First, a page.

This blog is for everyone who uses words.

The ordinary-sized words are for everyone, but the big ones are especially for children.

Wednesday, 12 December 2018

Nuts and Bolts: isogloss.

An isogloss is a line on a map which marks the boundary between one linguistic feature and another.

It might mark a boundary between two different pronunciations (grass to rhyme with crass and grass to rhyme with farce, perhaps); or two different meanings for the same word (canny can mean either kind or knowing, depending on whether you're in Northern England or Scotland); different ways of saying the letter r; or even two quite different languages.

Here's a map of Germany from Wikipedia.

Public Domain,

This map shows the division of High German into Upper and Central German (green and blue, respectively) as distinguished from Low Franconian, and Low German, which is shown in yellow. The black lines show the famous Benrath and Speyer lines which divides the languages (which just goes to show what an interesting word famous is).

Of course what we really need is a three-dimensional map that shows us the effect of time, as well. Then we could see how everyone stopped saying dear meaning expensive, and when the word often had a sounded letter t.*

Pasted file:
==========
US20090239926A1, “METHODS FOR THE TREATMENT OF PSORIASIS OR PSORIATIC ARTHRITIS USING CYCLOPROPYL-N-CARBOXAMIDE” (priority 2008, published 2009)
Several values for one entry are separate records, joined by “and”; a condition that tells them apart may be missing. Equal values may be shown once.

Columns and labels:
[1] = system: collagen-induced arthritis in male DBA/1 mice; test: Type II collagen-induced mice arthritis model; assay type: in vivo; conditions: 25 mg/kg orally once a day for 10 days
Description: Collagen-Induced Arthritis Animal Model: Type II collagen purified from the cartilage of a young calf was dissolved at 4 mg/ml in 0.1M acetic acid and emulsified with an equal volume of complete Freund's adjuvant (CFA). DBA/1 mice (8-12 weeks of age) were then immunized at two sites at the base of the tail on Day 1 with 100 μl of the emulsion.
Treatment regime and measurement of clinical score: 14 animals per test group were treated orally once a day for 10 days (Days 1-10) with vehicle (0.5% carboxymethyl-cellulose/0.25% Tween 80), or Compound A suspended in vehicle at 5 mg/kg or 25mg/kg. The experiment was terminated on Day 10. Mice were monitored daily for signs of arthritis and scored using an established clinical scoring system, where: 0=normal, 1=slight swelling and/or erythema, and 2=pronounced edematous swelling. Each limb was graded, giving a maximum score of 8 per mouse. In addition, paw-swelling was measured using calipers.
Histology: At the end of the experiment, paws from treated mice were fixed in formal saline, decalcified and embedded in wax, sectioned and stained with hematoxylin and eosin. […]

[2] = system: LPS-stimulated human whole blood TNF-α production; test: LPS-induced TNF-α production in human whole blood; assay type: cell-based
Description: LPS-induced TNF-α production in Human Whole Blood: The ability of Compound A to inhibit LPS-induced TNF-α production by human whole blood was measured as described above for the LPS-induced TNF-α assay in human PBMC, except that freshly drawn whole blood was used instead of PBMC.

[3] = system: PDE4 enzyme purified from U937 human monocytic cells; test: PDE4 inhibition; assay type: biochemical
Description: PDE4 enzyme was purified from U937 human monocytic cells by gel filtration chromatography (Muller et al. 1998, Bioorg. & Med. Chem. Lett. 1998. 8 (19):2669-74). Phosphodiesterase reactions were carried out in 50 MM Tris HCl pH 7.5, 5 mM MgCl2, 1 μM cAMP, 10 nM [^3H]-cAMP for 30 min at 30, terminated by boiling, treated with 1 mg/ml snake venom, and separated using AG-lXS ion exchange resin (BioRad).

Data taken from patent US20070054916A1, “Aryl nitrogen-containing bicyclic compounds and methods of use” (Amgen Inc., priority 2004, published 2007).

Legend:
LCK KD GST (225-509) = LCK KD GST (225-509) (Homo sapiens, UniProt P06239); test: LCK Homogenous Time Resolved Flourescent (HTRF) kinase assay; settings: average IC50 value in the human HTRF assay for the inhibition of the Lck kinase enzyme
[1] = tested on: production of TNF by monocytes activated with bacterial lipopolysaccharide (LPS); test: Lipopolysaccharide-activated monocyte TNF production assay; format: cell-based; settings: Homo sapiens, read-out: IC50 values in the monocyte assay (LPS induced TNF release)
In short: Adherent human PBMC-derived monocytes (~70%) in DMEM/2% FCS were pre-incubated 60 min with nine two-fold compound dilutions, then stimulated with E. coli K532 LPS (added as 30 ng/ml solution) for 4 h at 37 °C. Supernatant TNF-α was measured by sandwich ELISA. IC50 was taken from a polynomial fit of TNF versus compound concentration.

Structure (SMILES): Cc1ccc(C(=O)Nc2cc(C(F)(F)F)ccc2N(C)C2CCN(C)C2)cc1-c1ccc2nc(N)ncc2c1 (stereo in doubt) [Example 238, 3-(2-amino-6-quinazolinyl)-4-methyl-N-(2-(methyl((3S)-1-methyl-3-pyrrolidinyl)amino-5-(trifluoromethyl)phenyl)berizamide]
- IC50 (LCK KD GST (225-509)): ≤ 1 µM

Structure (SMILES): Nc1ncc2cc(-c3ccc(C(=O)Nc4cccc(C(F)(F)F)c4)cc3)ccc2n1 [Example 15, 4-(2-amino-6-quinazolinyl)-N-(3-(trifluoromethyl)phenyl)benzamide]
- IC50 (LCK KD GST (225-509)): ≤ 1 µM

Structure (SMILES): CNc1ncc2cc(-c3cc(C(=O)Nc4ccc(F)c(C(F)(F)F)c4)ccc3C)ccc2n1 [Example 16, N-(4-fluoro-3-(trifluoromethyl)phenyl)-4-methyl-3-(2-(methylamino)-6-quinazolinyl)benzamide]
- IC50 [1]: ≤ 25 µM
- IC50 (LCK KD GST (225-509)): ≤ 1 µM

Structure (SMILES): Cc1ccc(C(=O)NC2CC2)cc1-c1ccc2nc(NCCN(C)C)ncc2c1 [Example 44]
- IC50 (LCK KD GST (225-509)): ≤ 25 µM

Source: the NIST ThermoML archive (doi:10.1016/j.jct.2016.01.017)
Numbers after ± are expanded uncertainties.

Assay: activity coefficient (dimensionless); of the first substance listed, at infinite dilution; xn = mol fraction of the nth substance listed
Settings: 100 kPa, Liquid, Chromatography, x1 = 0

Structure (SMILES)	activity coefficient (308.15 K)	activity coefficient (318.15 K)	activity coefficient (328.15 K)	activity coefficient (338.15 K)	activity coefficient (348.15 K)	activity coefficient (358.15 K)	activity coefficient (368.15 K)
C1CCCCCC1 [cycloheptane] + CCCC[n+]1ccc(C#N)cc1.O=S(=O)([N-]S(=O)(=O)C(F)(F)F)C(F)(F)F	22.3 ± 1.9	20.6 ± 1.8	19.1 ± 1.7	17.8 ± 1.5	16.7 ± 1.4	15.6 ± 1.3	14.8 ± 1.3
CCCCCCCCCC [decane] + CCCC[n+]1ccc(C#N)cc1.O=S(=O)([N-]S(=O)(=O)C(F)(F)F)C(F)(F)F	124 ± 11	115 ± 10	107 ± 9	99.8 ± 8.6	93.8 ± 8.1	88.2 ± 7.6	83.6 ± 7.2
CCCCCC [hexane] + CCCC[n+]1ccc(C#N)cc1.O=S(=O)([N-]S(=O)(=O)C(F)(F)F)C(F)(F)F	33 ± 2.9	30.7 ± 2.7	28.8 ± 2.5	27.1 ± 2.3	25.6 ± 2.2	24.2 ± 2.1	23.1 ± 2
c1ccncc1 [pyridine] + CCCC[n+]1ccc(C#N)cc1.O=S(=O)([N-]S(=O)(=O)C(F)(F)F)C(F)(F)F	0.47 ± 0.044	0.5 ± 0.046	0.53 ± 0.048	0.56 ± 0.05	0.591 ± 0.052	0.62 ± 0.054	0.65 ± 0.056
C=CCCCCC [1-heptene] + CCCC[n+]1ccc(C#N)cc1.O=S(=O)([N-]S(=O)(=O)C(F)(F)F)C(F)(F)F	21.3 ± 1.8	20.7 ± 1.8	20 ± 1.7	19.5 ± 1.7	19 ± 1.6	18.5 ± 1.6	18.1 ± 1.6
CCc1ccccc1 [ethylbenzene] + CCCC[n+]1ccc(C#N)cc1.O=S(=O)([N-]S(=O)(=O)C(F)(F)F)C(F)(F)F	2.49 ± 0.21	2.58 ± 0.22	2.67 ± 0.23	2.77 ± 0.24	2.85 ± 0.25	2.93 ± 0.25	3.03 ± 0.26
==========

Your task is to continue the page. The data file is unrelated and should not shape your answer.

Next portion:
It could show us what effect the advent of literacy, radio and TV had on language, too.

Whether wisdom would emerge from such a device I do not know. Probably we'd be left with a puzzle that makes a Rubik's cube look like a one-piece jigsaw. 

Still, that's what academics are for, isn't it.

Word To Use Today isogloss. Iso- comes from the Greek isos, which means equal or similar; and glōssa is Greek for dialect or tongue. 

As the intelligent reader will have spotted, an isogloss shows, not similarities, but differences, and this is why some people point out that it would be more logical to call it a heterogloss. (Hetero means other.)

But then, what has logic got to do with language, eh?

*In the mid-twentieth century, I'd guess. It was part of the speak-as-you-spell movement.

Tuesday, 11 December 2018

Thing To Pretend Not To Be Today: perfervid.

The British aren't all that good at being perfervid.

In fact, in Britain to be perfervid will probably be seen as embarrassing, or even bad form. 

To be perfervid is practically a sign of unreliability or even madness.

The thing is that we tend to be a rather laid-back lot in England, and perfervid describes someone who's extremely enthusiastic or zealous. It describes someone who has a passion for some cause: whereas in England we most admire a person who casts a cool eye over a situation and then makes a joke about it.

It's very hard to be both perfervid and funny; and round here funny wins every time.

In Italy, I understand, being passionate is perfectly acceptable. In Eastern Europe to be zealous seems to excite high admiration.